Train strikes to hit sector for £387m

By Nikkie Thatcher

- Last updated on GMT

Sector impact: UKH boss Kate Nicholls says hospitality continues to suffer as collateral damage in the rail dispute (image: Getty/ coldsnowstorm)
Sector impact: UKH boss Kate Nicholls says hospitality continues to suffer as collateral damage in the rail dispute (image: Getty/ coldsnowstorm)

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Industrial action on train services this weekend (Friday 5 April to Monday 8 April) is estimated to cost the hospitality industry £387m.

This would mean there has been a total of £750m lost to hospitality businesses in 2024 so far due to strikes with the total impact since the beginning of the dispute in 2022 to now have totalled £5bn.

Train drivers who are members of union Aslef will take part in a programme of one-day strikes, coupled with a six-day overtime ban over the next few days.

On Friday 5 April, the strikes will impact services on Avanti West Coast, CrossCountry, East Midlands Railway and West Midlands Railway.

For Saturday 6 April, it will affect Chiltern Railways, Great Western Railway, LNER, Northern and TransPennine Express.

Industrial action

While on Monday 8 April, it will impact c2c, Gatwick Express, Greater Anglia (including Stansted Express), Great Northern, Southeastern, Southern, South Western Railway (including Island Line) and Thameslink.

In addition, overtime bans will take place on Friday 5 April, Saturday 6 April, Monday 8 April and Tuesday 9 April.

There will be more industrial action later on this month with Aslef members at LNER striking on Saturday 20 April and refusing to work non-contractual overtime from Friday 19 to Sunday 21 April because of the company’s failure to adhere to the agreed bargaining machinery, according to Aslef.

However, London Underground strikes that were set to take place next week) have been called off.

There were plans for two rolling 24-hour strikes on Monday 8 April and Saturday 4 May however, following discussions with Transport for London officials, there is no longer action on these days.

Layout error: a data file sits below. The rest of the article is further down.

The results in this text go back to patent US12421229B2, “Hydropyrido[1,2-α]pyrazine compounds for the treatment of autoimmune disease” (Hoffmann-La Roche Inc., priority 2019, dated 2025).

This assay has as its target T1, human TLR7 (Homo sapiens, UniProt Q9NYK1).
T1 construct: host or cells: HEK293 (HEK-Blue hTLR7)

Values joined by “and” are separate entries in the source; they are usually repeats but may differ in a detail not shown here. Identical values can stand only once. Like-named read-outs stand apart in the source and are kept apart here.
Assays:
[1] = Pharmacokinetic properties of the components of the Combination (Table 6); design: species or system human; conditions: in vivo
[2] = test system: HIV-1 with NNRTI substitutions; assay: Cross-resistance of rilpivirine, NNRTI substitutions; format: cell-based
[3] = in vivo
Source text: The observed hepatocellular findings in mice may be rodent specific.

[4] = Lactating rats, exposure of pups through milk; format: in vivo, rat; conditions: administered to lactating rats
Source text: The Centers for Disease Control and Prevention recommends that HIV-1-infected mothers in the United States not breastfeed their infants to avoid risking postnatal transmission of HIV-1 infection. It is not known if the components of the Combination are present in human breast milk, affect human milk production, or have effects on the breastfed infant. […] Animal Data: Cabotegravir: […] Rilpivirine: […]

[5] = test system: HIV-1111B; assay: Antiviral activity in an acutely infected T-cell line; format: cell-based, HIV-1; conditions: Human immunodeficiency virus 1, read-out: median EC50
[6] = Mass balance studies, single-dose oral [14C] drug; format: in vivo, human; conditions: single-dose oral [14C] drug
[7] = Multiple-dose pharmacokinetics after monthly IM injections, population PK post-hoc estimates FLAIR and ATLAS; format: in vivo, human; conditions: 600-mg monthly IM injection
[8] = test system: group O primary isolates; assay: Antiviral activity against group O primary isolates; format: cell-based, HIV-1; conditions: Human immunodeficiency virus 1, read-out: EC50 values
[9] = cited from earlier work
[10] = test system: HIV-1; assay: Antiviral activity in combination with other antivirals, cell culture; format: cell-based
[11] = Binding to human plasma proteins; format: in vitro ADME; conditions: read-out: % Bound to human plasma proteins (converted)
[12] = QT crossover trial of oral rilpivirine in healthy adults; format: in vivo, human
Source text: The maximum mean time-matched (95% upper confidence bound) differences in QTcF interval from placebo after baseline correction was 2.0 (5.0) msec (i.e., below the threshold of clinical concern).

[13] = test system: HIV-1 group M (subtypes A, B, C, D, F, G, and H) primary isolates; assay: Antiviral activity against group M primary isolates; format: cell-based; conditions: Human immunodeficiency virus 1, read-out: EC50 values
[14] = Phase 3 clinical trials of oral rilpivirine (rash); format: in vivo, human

Collateral damage

UKHospitality chief executive Kate Nicholls said: “The cumulative cost of rail strikes continues to pile up for hospitality businesses with potential lost sales of up to £387m over the next four days alone.

“There is never a good time for strikes but this disruption will be particularly damaging. Families looking to enjoy the Easter holidays will now find plans disrupted and hospitality businesses trying to generate much-needed sales will see customer numbers dwindle.

“As April marks the cost of wages and business rates increasing annually by £3.4bn for hospitality, businesses were looking to a successful Easter to help cover those new costs [and] that now looks like an increasingly difficult prospect.

“Hospitality continues to suffer as collateral damage in this dispute and it’s putting at risk the many ways hospitality serves Britain – through offering great experiences, employing millions of people and putting billions of pounds into the economy.

“This dispute has gone on for far too long and we need all parties to urgently get back round the table to negotiate. A solution that brings ongoing disruption to an end will be good for workers, businesses and the economy.”

Related topics Legislation

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